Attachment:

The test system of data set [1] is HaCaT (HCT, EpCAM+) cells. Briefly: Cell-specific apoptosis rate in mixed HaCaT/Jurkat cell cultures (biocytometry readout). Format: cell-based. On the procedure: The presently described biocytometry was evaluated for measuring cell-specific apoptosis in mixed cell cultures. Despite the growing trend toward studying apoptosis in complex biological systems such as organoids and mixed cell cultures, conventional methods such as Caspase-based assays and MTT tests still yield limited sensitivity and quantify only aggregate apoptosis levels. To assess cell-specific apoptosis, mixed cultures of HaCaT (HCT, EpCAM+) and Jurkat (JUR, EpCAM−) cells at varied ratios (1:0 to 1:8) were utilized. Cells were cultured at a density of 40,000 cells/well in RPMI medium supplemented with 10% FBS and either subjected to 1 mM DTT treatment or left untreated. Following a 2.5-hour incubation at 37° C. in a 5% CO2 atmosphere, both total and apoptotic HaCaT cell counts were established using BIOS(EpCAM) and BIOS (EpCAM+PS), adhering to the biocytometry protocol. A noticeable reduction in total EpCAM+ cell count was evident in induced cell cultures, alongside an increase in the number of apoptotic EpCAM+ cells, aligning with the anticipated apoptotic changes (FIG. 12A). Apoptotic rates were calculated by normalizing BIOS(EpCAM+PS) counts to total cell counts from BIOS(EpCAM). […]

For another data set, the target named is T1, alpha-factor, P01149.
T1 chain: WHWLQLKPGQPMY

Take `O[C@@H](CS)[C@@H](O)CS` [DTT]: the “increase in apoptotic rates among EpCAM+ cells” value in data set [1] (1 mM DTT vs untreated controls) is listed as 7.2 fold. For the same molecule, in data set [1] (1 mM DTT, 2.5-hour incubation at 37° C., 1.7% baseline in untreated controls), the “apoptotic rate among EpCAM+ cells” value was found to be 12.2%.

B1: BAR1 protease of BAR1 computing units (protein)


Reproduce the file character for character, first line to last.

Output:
The test system of data set [1] is HaCaT (HCT, EpCAM+) cells. Briefly: Cell-specific apoptosis rate in mixed HaCaT/Jurkat cell cultures (biocytometry readout). Format: cell-based. On the procedure: The presently described biocytometry was evaluated for measuring cell-specific apoptosis in mixed cell cultures. Despite the growing trend toward studying apoptosis in complex biological systems such as organoids and mixed cell cultures, conventional methods such as Caspase-based assays and MTT tests still yield limited sensitivity and quantify only aggregate apoptosis levels. To assess cell-specific apoptosis, mixed cultures of HaCaT (HCT, EpCAM+) and Jurkat (JUR, EpCAM−) cells at varied ratios (1:0 to 1:8) were utilized. Cells were cultured at a density of 40,000 cells/well in RPMI medium supplemented with 10% FBS and either subjected to 1 mM DTT treatment or left untreated. Following a 2.5-hour incubation at 37° C. in a 5% CO2 atmosphere, both total and apoptotic HaCaT cell counts were established using BIOS(EpCAM) and BIOS (EpCAM+PS), adhering to the biocytometry protocol. A noticeable reduction in total EpCAM+ cell count was evident in induced cell cultures, alongside an increase in the number of apoptotic EpCAM+ cells, aligning with the anticipated apoptotic changes (FIG. 12A). Apoptotic rates were calculated by normalizing BIOS(EpCAM+PS) counts to total cell counts from BIOS(EpCAM). […]

For another data set, the target named is T1, alpha-factor, P01149.
T1 chain: WHWLQLKPGQPMY

Take `O[C@@H](CS)[C@@H](O)CS` [DTT]: the “increase in apoptotic rates among EpCAM+ cells” value in data set [1] (1 mM DTT vs untreated controls) is listed as 7.2 fold. For the same molecule, in data set [1] (1 mM DTT, 2.5-hour incubation at 37° C., 1.7% baseline in untreated controls), the “apoptotic rate among EpCAM+ cells” value was found to be 12.2%.

B1: BAR1 protease of BAR1 computing units (protein)